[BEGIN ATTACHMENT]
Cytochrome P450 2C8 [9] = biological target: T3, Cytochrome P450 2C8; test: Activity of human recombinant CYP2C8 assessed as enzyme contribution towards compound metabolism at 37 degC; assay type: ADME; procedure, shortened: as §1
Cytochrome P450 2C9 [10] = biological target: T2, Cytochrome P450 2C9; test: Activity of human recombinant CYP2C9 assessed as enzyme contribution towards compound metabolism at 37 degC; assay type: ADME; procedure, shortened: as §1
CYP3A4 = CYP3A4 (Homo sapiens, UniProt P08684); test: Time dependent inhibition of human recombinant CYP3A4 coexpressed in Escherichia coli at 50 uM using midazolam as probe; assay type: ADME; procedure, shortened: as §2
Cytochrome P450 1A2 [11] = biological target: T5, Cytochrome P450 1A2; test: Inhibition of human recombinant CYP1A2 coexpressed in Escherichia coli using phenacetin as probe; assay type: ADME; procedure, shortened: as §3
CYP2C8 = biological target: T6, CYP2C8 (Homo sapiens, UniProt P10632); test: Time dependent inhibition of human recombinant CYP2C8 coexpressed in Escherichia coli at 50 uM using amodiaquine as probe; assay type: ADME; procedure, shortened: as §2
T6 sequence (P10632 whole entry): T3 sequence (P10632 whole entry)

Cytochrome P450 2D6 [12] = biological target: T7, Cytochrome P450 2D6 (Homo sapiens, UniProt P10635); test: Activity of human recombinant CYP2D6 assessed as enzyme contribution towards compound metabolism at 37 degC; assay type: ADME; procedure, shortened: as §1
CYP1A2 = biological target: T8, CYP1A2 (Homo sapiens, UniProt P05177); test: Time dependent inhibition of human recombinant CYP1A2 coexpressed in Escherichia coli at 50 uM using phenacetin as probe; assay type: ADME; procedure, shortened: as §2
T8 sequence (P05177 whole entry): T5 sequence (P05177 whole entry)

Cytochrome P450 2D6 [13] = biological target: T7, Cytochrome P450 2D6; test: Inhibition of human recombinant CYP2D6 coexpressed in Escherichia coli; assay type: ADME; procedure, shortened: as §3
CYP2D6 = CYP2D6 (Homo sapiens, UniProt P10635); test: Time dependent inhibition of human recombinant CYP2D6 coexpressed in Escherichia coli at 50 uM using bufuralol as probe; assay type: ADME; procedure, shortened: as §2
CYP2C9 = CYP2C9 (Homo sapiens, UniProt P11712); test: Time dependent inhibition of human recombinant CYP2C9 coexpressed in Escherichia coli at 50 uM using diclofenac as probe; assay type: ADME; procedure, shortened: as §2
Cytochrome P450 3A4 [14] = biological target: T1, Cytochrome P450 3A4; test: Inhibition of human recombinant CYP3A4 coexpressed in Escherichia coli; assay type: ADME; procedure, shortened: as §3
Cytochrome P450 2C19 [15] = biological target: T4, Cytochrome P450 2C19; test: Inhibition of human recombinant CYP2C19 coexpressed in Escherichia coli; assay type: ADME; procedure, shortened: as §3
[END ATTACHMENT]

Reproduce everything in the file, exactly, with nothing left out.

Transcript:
Cytochrome P450 2C8 [9] = biological target: T3, Cytochrome P450 2C8; test: Activity of human recombinant CYP2C8 assessed as enzyme contribution towards compound metabolism at 37 degC; assay type: ADME; procedure, shortened: as §1
Cytochrome P450 2C9 [10] = biological target: T2, Cytochrome P450 2C9; test: Activity of human recombinant CYP2C9 assessed as enzyme contribution towards compound metabolism at 37 degC; assay type: ADME; procedure, shortened: as §1
CYP3A4 = CYP3A4 (Homo sapiens, UniProt P08684); test: Time dependent inhibition of human recombinant CYP3A4 coexpressed in Escherichia coli at 50 uM using midazolam as probe; assay type: ADME; procedure, shortened: as §2
Cytochrome P450 1A2 [11] = biological target: T5, Cytochrome P450 1A2; test: Inhibition of human recombinant CYP1A2 coexpressed in Escherichia coli using phenacetin as probe; assay type: ADME; procedure, shortened: as §3
CYP2C8 = biological target: T6, CYP2C8 (Homo sapiens, UniProt P10632); test: Time dependent inhibition of human recombinant CYP2C8 coexpressed in Escherichia coli at 50 uM using amodiaquine as probe; assay type: ADME; procedure, shortened: as §2
T6 sequence (P10632 whole entry): T3 sequence (P10632 whole entry)

Cytochrome P450 2D6 [12] = biological target: T7, Cytochrome P450 2D6 (Homo sapiens, UniProt P10635); test: Activity of human recombinant CYP2D6 assessed as enzyme contribution towards compound metabolism at 37 degC; assay type: ADME; procedure, shortened: as §1
CYP1A2 = biological target: T8, CYP1A2 (Homo sapiens, UniProt P05177); test: Time dependent inhibition of human recombinant CYP1A2 coexpressed in Escherichia coli at 50 uM using phenacetin as probe; assay type: ADME; procedure, shortened: as §2
T8 sequence (P05177 whole entry): T5 sequence (P05177 whole entry)

Cytochrome P450 2D6 [13] = biological target: T7, Cytochrome P450 2D6; test: Inhibition of human recombinant CYP2D6 coexpressed in Escherichia coli; assay type: ADME; procedure, shortened: as §3
CYP2D6 = CYP2D6 (Homo sapiens, UniProt P10635); test: Time dependent inhibition of human recombinant CYP2D6 coexpressed in Escherichia coli at 50 uM using bufuralol as probe; assay type: ADME; procedure, shortened: as §2
CYP2C9 = CYP2C9 (Homo sapiens, UniProt P11712); test: Time dependent inhibition of human recombinant CYP2C9 coexpressed in Escherichia coli at 50 uM using diclofenac as probe; assay type: ADME; procedure, shortened: as §2
Cytochrome P450 3A4 [14] = biological target: T1, Cytochrome P450 3A4; test: Inhibition of human recombinant CYP3A4 coexpressed in Escherichia coli; assay type: ADME; procedure, shortened: as §3
Cytochrome P450 2C19 [15] = biological target: T4, Cytochrome P450 2C19; test: Inhibition of human recombinant CYP2C19 coexpressed in Escherichia coli; assay type: ADME; procedure, shortened: as §3